You are here

Molecular Imaging


A new multimodal imaging approach produced highly-advanced molecular three-dimensional (3D) images of staph infection and may be instrumental in fighting antibiotic resistant infections, according to research published online March 14 in Science Translational Medicine.

Scientists from the University of São Paulo Medical School in Brazil have found that individuals who identify as transgender have volumetric difference in their brains and subsequently may interpret body image in various ways, according to a recent press release from the São Paulo Research Foundation. 

Researchers used a high temporal resolution functional MRI (fMRI) data to examine the difference in the timing between brain activation areas by analyzing the task onset time of the statistical model shifted from the actual stimulation timing.

Exposure to air pollution during fetal life may severely alter a child's brain structure and pose long-term effects, according to a study published online Feb. 4 in Biological Psychiatry.  

Researchers from Stanford University and two universities in China have recently developed a PET scan-compatible imaging agent that may help predict which lung cancer patients would benefit from a widely used drug or treatment, according to a recent Stanford news release.


Recent Headlines

Total-body PET maximizes imaging sensitivity

PET is already considered the most sensitive non-surgical techniques for studying physiology, metabolism and molecular pathways, but experts believe recent developments may drastically increase its capabilities.

Functional connectivity tied to balance in MS patients

A team of Italian researchers used resting-state fMRI to examine functional connectivity abnormalities in the brain in patients with multiple sclerosis (MS). They wanted to see how abnormalities in cerebellar dentate nuclei (DNs) affect an individual’s balance, posture and muscle tone.

Brain structure tied to obsessive-compulsive symptoms in children

New research from a Spanish team of researchers used MRI to explore whether subclinical obsessive-compulsive symptoms in children could be related to the brain’s structure.

Imaging links brain lesions, criminal behavior with decision-making networks

In rare cases, brain lesions can lead previously law-abiding individuals to criminal behavior. Researchers, led by Ryan Darby, MD, an assistant professor of neurology at Vanderbilt University Medical Center, examined MRI and CT scans to see if such injuries can lead to deteriorated decision-making and a disregard for morality.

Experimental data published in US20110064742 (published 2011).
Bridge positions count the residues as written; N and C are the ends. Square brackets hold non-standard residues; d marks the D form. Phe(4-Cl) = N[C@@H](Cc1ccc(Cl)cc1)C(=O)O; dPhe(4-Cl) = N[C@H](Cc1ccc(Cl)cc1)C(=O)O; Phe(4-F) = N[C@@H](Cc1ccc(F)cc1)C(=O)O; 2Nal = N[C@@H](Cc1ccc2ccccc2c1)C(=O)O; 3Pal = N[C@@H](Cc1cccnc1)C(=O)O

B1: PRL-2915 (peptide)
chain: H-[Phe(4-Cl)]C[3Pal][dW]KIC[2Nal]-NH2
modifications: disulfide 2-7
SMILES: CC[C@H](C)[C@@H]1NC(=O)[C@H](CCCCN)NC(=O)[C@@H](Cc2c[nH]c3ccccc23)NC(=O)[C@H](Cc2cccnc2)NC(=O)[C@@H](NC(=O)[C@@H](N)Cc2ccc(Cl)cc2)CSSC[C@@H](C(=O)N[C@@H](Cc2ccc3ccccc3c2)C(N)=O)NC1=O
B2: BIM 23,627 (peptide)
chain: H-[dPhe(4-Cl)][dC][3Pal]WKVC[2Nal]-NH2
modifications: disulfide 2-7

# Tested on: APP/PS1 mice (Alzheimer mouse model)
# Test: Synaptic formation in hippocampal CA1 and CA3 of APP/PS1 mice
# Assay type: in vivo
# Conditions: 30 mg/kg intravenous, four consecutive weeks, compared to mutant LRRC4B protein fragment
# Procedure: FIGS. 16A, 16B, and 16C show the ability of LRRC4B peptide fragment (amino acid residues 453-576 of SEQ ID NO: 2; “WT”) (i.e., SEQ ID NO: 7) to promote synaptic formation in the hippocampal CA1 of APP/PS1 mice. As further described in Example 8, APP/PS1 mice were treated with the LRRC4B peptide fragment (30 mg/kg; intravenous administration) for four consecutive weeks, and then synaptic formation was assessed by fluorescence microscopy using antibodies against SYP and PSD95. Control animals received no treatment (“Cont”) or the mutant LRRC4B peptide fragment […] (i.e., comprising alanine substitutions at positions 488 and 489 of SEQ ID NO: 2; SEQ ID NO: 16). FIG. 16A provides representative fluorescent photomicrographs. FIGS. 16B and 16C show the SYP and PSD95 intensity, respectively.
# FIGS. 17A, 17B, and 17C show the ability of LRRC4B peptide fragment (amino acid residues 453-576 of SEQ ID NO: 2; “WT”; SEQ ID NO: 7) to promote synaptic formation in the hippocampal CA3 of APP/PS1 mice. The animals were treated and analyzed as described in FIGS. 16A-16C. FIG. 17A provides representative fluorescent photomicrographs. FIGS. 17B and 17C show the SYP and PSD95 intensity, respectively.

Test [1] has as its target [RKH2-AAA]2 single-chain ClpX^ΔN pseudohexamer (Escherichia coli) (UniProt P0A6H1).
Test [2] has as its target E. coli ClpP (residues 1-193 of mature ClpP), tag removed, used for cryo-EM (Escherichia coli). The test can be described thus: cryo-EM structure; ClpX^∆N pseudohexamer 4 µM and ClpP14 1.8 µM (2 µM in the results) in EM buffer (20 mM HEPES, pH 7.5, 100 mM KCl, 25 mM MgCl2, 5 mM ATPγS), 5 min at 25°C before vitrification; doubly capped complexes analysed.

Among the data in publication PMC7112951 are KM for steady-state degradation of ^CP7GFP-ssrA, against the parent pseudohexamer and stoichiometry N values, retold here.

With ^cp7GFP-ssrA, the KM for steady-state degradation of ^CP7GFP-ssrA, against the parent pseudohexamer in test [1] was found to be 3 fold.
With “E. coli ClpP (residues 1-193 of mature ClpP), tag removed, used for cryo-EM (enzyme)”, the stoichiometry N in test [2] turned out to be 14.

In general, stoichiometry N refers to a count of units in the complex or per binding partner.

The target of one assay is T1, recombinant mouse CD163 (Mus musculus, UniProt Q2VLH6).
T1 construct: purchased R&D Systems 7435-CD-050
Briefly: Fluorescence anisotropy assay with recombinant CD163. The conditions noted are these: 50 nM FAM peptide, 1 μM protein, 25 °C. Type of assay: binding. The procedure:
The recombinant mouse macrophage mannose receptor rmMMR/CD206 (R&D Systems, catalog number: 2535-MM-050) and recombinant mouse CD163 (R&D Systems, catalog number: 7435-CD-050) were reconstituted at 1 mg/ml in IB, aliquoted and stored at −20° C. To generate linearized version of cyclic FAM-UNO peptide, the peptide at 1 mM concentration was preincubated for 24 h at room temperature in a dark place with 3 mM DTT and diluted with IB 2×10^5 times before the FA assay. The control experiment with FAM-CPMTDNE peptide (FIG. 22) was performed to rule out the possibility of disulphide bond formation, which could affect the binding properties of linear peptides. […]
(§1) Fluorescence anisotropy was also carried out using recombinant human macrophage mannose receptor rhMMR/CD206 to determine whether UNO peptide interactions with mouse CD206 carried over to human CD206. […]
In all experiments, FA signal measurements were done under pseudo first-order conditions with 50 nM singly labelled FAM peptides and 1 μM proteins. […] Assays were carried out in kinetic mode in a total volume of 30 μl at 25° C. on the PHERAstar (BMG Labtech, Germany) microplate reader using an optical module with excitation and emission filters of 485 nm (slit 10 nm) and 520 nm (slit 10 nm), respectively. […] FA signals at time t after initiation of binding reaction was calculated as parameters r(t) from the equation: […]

Female collegiate athletes more likely to experience concussions

A recent study published in the Journal of the American Academy of Orthopedic Surgeons (AAOS) found that females are more likely to experience sports-related concussions (SRCs) than males, narrowing the research gap of sex specific predictors of occurrence and recovery from SRCs.

Stuttering speech can stem from hyperactivity in the brain

Individuals suffering from developmental speech disorders may get a clearer insight into the brain's role, according to a new MRI study from Germany.  

Focused ultrasound may offer non-invasive treatment for neurological diseases

What do you get when you put together a monkey, a computer and a moving yellow square? Surprisingly, a neuroscience study that marks the first time ultrasound technology has been safely used to alter brain activity while simultaneously avoiding the destruction of brain tissue.  

Noise sensitivity visible in brain MRI

As the old rock-n-roll cliché goes, “If it’s too loud, you’re too old.” But Swedish researchers, with the help of MRI, have found brain structure and gray matter—which can be affected by age—might have something to do with an individual’s sensitivity to noise.

Pre-procedure imaging may predict success of epilepsy surgery

A statistical method for integrating functional MRI (fMRI) and PET scans may prove capable of predicting success of surgery to reduce seizures in epilepsy patients.

Tau deposition doesn’t predict cognitive status of Parkinson’s patients

The more tau accumulation in the brain, the greater the likelihood that neuroimaging will reveal similarly elevated levels of brain beta amyloid. However, the buildup of these proteins does not affect the cognitive status of patients with Parkinson’s disease, according to a PET-based study published online Dec. 11 in JAMA Neurology.